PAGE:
Efficient distribution and logistics systems enable exchange. Products reach broad audiences of customers faster and more cheaply than ever. Wal-Mart may be disparaged, but its mission of bringing low prices to everyone is democratic and inclusive.

Product diversity provides freedom of choice and allows consumers to express individuality.

Marketing inherently engages consumers. The creativity in marketing communications, good product design and enjoyable retail experiences all bring fun to our lives. A world without marketing would be a world of sameness, commoditization and inertia.

Bad marketing engages customers as well, with resulting negative word-of-mouth. That's one of the democratic niceties of marketing. Everyone can have an opinion about the latest product or this year's Super Bowl ads. Marketers welcome the risks inherent in being part of the conversation. After all, nothing worries marketers more than when no one is interested in discussing what they have to offer.

Of course, marketing can be abused. But sensible marketers, the vast majority, know that respecting the customer is key to a profitable long-term relationship.

Responding to desires
The scope and impact of aggregate marketing activity cannot be underestimated. It contributes enormously to economic development. In the United States alone, 17 million people hold marketing, sales and customer-service jobs. Marketing's customer focus directs economic activity such as product development toward value-adding innovations that respond to individual desires and improve our quality of life.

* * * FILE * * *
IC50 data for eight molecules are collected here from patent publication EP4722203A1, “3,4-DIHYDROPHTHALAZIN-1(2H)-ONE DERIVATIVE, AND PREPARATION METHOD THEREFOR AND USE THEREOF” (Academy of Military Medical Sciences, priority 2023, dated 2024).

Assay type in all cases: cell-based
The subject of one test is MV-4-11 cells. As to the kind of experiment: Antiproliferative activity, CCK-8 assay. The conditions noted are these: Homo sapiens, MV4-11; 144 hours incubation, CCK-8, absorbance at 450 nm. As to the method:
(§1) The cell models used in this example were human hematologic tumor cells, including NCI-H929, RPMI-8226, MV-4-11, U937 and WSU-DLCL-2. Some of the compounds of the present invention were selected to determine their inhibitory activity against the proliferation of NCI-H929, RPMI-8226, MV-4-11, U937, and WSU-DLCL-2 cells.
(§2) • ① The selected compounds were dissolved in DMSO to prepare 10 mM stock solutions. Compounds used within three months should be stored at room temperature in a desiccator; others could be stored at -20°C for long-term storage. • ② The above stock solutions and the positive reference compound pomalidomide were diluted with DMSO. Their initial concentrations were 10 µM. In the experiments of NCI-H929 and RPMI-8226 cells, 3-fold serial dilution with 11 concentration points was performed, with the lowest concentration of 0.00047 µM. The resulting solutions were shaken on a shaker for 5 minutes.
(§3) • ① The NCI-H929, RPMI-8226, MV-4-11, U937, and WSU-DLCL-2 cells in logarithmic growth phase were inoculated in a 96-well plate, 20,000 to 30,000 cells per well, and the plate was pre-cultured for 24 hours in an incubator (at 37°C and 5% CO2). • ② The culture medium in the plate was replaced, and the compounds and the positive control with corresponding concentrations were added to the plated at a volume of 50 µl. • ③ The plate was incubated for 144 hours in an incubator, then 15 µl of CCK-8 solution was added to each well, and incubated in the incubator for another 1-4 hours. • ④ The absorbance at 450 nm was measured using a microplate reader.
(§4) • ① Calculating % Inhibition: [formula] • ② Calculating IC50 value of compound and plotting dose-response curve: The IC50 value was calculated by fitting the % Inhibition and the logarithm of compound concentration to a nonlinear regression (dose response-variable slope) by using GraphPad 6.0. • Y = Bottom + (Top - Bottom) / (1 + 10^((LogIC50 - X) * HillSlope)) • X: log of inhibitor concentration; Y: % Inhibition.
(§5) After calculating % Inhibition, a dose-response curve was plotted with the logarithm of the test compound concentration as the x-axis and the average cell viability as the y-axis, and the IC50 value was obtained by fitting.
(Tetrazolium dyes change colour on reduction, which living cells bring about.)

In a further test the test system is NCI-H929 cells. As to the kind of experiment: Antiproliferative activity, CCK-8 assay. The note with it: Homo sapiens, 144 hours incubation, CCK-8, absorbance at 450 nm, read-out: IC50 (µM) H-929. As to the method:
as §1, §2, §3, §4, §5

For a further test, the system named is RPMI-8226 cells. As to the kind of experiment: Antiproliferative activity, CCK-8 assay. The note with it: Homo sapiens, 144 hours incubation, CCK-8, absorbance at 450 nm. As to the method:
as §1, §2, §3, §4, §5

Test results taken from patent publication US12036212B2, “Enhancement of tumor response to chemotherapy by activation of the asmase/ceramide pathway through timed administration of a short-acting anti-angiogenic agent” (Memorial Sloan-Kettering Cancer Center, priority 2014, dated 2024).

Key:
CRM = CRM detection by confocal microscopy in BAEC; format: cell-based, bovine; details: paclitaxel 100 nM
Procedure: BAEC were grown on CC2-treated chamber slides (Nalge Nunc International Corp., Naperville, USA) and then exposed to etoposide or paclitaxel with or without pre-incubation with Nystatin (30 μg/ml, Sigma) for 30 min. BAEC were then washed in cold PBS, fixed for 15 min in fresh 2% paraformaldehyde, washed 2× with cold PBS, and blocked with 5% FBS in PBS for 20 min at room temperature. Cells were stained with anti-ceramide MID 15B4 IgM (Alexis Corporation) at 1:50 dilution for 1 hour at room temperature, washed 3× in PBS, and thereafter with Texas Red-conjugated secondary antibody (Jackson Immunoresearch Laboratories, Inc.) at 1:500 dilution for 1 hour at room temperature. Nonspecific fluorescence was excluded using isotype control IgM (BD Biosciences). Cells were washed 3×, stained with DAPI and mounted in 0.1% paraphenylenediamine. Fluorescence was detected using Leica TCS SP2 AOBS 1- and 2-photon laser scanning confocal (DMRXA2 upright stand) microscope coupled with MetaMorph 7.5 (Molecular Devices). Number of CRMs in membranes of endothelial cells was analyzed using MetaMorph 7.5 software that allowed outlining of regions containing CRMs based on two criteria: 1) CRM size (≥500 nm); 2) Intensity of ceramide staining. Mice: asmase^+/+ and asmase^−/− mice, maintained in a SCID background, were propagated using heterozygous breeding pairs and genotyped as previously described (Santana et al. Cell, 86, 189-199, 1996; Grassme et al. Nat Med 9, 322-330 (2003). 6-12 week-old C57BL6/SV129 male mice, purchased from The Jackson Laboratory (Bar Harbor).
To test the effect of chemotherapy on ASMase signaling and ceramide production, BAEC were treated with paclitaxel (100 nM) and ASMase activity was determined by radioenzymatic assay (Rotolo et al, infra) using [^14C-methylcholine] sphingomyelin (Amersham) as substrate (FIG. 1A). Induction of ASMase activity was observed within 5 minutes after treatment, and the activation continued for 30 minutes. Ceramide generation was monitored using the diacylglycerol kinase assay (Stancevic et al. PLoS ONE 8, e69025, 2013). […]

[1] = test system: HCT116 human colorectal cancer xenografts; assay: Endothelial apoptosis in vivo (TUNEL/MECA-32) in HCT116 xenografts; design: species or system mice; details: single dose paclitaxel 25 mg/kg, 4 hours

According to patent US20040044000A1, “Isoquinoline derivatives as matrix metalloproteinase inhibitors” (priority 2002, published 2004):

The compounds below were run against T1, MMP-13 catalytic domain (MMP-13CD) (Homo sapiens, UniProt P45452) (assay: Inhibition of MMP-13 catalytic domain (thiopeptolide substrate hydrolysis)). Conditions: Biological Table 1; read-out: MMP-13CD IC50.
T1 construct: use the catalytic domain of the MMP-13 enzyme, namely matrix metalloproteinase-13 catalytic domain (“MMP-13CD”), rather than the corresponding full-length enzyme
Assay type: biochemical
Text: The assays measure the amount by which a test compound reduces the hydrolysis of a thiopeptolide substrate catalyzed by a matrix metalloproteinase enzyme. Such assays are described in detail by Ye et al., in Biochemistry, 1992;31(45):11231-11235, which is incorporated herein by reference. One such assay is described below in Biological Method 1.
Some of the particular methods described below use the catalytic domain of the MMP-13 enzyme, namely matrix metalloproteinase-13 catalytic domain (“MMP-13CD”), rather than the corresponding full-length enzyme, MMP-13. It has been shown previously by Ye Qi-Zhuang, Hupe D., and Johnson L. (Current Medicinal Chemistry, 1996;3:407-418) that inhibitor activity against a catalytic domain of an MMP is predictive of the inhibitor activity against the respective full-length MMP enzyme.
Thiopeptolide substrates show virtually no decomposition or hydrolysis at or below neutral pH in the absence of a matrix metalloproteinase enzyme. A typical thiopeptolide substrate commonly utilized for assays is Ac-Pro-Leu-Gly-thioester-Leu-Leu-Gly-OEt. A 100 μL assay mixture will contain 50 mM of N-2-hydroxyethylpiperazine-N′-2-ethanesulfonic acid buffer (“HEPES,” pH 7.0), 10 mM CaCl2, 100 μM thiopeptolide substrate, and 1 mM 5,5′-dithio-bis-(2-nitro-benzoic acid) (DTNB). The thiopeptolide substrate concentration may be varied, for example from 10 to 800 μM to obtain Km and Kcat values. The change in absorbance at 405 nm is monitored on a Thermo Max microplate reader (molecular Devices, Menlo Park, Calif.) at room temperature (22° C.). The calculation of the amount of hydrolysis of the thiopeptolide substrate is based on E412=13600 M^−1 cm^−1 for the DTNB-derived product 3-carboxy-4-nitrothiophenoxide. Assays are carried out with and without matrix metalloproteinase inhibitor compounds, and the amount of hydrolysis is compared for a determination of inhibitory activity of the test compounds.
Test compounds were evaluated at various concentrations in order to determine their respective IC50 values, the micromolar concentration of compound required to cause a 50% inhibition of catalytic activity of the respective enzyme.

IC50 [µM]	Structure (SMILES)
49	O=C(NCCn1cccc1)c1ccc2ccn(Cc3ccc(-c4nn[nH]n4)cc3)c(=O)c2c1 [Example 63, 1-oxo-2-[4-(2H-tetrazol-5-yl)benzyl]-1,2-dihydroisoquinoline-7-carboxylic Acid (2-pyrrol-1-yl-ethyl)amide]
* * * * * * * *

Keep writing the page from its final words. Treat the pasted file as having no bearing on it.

Marketing supports the pillars of democratic society. Advertising funds our diverse media, including the internet. These advertising-supported media give citizens access to information about political figures, policies and programs. Marketing know-how helps public policy-makers change citizen behaviors by, for example, encouraging seat-belt usage or good nutrition.

Moreover, the billions of mutually satisfying exchanges that occur daily in the commercial marketplace are part of the glue that builds the trust and respect that hold society together. The top national brands and global brands offer a consistent level of functional product quality and innovation combined with emotional appeal. They adapt where needed to local preferences, but they attract the loyalty of millions of consumers because they deliver the same good customer experience to all.

Starbucks more rewarding